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On the Hazards of Forgetfulness, the Boundaries of Comfort and Other Dilemmas

Sometimes he feels almost detached from the trans thing. It’s impossible to forget that he is trans all the time, of course. There’s that awkward moment when he hits the shower and realizes he still has breasts.

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And the mirror that refuses to reflect him only when he’s fully dressed and actually liking himself. Oh, and putting on the binder, sure. Maybe even that feverish feeling around the injection spot around the day of his T shot. Or each time he ponders on the (im)possibility of getting naked in front of someone new.

“HIS BIRTH NAME – DEAD NAME – HAS BEEN CAST INTO THE DEPTHS OF OBLIVION..”

But the rest of the time, it has become quite easy to ignore it. After three years of HRT and coming out of the closet countless times with his whole environment – dozens of students, all the beautiful people he works with, relatives, friends, acquaintances, acquaintances of acquaintances, neighbors, owners of dogs his Golden Retriever plays with, all the staff from the nearest pizza place, and such a big etcetera that it sort of explains the unnecessary anxiety he used to feel after each “talk”, he is a man in the eyes of everyone he ever interacts with. Never again a “her”. His birth name – dead name – has been cast into the depths of oblivion and cheers to that.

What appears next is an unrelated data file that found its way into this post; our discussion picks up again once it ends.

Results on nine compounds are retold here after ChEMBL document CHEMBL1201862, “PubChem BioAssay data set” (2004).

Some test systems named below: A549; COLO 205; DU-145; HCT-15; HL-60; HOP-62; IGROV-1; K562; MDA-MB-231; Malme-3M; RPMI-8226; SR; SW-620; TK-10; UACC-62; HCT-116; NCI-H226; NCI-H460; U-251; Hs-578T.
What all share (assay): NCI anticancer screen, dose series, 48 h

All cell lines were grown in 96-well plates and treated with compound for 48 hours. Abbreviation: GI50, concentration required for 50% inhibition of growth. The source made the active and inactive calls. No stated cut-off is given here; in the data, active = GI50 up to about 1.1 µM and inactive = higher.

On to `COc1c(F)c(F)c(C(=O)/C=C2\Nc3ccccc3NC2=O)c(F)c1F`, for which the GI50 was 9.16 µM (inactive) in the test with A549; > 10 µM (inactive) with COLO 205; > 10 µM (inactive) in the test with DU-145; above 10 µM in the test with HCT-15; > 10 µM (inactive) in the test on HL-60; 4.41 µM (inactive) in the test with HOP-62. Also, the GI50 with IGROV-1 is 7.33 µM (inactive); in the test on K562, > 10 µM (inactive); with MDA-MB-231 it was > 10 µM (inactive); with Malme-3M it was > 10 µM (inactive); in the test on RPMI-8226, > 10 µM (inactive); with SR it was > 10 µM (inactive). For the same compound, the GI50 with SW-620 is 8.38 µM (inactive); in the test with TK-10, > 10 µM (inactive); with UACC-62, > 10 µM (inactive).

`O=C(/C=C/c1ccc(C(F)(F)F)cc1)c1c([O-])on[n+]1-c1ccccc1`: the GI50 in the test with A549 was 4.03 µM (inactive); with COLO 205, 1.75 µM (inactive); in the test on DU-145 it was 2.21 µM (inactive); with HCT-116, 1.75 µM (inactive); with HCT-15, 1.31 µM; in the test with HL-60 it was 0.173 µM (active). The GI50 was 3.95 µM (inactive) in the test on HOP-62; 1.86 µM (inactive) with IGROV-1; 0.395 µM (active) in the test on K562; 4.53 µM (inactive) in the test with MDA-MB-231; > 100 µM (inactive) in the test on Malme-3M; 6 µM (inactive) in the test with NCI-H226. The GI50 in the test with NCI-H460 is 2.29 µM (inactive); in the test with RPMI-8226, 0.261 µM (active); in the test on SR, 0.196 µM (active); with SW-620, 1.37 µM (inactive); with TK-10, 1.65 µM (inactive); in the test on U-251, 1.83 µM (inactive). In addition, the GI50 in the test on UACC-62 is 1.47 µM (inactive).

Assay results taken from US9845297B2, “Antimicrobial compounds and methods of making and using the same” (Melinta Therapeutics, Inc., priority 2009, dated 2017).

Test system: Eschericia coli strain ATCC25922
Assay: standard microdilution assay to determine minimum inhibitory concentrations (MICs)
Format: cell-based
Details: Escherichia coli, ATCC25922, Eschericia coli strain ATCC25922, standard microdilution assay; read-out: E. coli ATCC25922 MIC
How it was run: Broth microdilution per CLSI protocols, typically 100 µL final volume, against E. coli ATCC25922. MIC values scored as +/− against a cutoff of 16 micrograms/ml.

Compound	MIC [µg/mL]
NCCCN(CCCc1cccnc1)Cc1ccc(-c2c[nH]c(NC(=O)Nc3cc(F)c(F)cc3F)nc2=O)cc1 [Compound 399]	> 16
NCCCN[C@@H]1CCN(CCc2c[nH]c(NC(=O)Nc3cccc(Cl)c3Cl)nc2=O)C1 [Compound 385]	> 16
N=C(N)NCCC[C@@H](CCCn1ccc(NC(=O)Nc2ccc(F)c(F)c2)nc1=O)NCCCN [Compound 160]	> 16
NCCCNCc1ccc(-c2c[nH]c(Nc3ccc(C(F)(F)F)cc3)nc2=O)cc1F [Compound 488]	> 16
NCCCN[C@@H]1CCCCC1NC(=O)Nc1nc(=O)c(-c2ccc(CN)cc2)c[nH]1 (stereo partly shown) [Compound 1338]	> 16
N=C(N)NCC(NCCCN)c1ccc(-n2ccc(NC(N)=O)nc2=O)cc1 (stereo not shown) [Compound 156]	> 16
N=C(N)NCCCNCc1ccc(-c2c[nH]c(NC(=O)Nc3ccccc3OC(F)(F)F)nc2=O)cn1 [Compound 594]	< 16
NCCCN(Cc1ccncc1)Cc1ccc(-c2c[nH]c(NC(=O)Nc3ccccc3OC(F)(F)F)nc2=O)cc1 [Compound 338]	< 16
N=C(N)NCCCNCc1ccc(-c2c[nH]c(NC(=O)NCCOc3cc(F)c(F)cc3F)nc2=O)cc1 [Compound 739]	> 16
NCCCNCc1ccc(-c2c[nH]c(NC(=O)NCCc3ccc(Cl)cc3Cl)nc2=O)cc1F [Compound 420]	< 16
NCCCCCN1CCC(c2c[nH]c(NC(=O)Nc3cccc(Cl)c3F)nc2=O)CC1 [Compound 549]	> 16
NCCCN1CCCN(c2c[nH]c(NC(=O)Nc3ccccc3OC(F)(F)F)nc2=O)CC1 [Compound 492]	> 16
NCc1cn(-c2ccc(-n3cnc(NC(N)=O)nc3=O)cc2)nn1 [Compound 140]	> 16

But.

There’s always a but, isn’t there?

What happens when the not so young anymore (trans, lest he forgets) man comes to realize, in a rapture of lucidity that is as inevitable as it’s unusual, that:

    1. He feels almost detached from the trans thing.
    2. That it is not as good as it used to sound because he is, in fact and forever, trans.
    3. There is a community out there, which he has chosen not to belong to, as he has always chosen not to belong to anything that may give him even the ghost of a sense of belonging.

Except. But that except is going to hurt, so he skips it for now.

That’s when the much less younger than he looks, that’s for sure, unusually lucid boy – because he still feels like a boy facing the immensity of life with eyes of wonder – remembers the LGBT* scene. And though his soul rebels against the idea of needing a special habitat to fit “people like him” (“There are no men like me. Only me.” He can almost hear his favorite character say at this point) he wonders. Cage or safe place? And isn’t every safe place a cage in the end?

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